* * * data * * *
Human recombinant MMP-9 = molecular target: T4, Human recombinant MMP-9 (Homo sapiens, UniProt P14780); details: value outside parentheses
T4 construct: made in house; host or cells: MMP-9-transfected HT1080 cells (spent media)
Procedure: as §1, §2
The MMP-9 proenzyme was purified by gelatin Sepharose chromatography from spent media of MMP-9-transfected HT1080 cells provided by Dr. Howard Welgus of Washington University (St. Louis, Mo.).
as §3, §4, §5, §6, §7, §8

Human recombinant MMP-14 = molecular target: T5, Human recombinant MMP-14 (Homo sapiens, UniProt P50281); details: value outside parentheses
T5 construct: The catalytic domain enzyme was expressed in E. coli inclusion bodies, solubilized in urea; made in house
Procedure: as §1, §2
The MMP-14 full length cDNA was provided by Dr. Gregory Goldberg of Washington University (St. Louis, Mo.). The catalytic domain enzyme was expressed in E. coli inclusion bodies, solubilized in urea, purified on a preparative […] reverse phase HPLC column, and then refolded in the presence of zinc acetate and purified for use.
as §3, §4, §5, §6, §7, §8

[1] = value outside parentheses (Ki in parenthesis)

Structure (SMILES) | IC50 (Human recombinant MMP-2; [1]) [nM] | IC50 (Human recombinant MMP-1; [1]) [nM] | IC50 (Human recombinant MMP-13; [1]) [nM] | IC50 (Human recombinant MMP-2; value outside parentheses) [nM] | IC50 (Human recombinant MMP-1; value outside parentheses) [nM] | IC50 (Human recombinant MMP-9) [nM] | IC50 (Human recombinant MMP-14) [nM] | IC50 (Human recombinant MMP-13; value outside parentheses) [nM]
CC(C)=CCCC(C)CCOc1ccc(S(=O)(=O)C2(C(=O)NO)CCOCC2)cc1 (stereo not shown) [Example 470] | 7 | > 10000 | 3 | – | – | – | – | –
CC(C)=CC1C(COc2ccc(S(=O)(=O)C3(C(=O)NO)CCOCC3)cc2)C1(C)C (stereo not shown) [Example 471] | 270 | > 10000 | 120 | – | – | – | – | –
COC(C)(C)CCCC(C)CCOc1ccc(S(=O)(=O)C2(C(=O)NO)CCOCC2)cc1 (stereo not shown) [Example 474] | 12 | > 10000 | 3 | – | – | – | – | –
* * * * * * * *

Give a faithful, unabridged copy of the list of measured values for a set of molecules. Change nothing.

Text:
Human recombinant MMP-9 = molecular target: T4, Human recombinant MMP-9 (Homo sapiens, UniProt P14780); details: value outside parentheses
T4 construct: made in house; host or cells: MMP-9-transfected HT1080 cells (spent media)
Procedure: as §1, §2
The MMP-9 proenzyme was purified by gelatin Sepharose chromatography from spent media of MMP-9-transfected HT1080 cells provided by Dr. Howard Welgus of Washington University (St. Louis, Mo.).
as §3, §4, §5, §6, §7, §8

Human recombinant MMP-14 = molecular target: T5, Human recombinant MMP-14 (Homo sapiens, UniProt P50281); details: value outside parentheses
T5 construct: The catalytic domain enzyme was expressed in E. coli inclusion bodies, solubilized in urea; made in house
Procedure: as §1, §2
The MMP-14 full length cDNA was provided by Dr. Gregory Goldberg of Washington University (St. Louis, Mo.). The catalytic domain enzyme was expressed in E. coli inclusion bodies, solubilized in urea, purified on a preparative […] reverse phase HPLC column, and then refolded in the presence of zinc acetate and purified for use.
as §3, §4, §5, §6, §7, §8

[1] = value outside parentheses (Ki in parenthesis)

Structure (SMILES) | IC50 (Human recombinant MMP-2; [1]) [nM] | IC50 (Human recombinant MMP-1; [1]) [nM] | IC50 (Human recombinant MMP-13; [1]) [nM] | IC50 (Human recombinant MMP-2; value outside parentheses) [nM] | IC50 (Human recombinant MMP-1; value outside parentheses) [nM] | IC50 (Human recombinant MMP-9) [nM] | IC50 (Human recombinant MMP-14) [nM] | IC50 (Human recombinant MMP-13; value outside parentheses) [nM]
CC(C)=CCCC(C)CCOc1ccc(S(=O)(=O)C2(C(=O)NO)CCOCC2)cc1 (stereo not shown) [Example 470] | 7 | > 10000 | 3 | – | – | – | – | –
CC(C)=CC1C(COc2ccc(S(=O)(=O)C3(C(=O)NO)CCOCC3)cc2)C1(C)C (stereo not shown) [Example 471] | 270 | > 10000 | 120 | – | – | – | – | –
COC(C)(C)CCCC(C)CCOc1ccc(S(=O)(=O)C2(C(=O)NO)CCOCC2)cc1 (stereo not shown) [Example 474] | 12 | > 10000 | 3 | – | – | – | – | –